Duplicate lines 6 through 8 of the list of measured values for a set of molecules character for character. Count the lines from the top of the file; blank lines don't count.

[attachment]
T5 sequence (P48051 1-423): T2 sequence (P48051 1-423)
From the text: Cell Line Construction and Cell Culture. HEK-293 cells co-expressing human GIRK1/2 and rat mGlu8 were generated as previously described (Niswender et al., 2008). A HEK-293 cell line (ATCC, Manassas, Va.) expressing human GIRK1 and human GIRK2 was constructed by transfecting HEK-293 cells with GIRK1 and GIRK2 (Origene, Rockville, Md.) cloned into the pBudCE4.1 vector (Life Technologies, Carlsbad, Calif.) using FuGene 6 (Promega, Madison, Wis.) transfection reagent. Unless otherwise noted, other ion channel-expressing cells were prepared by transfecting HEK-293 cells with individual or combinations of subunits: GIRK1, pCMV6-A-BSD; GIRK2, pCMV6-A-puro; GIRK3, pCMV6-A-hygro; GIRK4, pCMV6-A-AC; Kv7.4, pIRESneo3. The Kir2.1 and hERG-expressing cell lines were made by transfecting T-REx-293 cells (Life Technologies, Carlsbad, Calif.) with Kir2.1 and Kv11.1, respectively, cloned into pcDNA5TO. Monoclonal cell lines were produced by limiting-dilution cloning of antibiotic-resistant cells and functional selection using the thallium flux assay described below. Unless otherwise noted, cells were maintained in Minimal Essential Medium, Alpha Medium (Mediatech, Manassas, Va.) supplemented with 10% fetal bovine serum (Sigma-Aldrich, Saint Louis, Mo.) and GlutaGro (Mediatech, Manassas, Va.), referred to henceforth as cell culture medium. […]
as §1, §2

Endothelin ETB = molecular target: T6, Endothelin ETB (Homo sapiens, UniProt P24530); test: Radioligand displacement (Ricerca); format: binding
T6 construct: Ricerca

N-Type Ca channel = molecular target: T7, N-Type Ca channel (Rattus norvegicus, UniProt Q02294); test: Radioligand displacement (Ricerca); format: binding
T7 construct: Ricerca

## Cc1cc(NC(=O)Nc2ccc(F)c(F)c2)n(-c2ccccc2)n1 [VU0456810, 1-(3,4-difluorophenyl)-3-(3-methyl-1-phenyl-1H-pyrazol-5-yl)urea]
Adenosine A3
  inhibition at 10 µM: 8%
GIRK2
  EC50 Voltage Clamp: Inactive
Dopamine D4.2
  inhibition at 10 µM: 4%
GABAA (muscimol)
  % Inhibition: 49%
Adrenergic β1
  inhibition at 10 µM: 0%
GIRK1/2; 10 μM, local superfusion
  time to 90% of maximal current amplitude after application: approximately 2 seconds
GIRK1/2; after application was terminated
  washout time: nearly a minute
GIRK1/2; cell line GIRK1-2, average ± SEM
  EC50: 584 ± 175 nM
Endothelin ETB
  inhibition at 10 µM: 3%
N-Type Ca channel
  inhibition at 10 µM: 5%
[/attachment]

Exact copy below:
N-Type Ca channel = molecular target: T7, N-Type Ca channel (Rattus norvegicus, UniProt Q02294); test: Radioligand displacement (Ricerca); format: binding
T7 construct: Ricerca

## Cc1cc(NC(=O)Nc2ccc(F)c(F)c2)n(-c2ccccc2)n1 [VU0456810, 1-(3,4-difluorophenyl)-3-(3-methyl-1-phenyl-1H-pyrazol-5-yl)urea]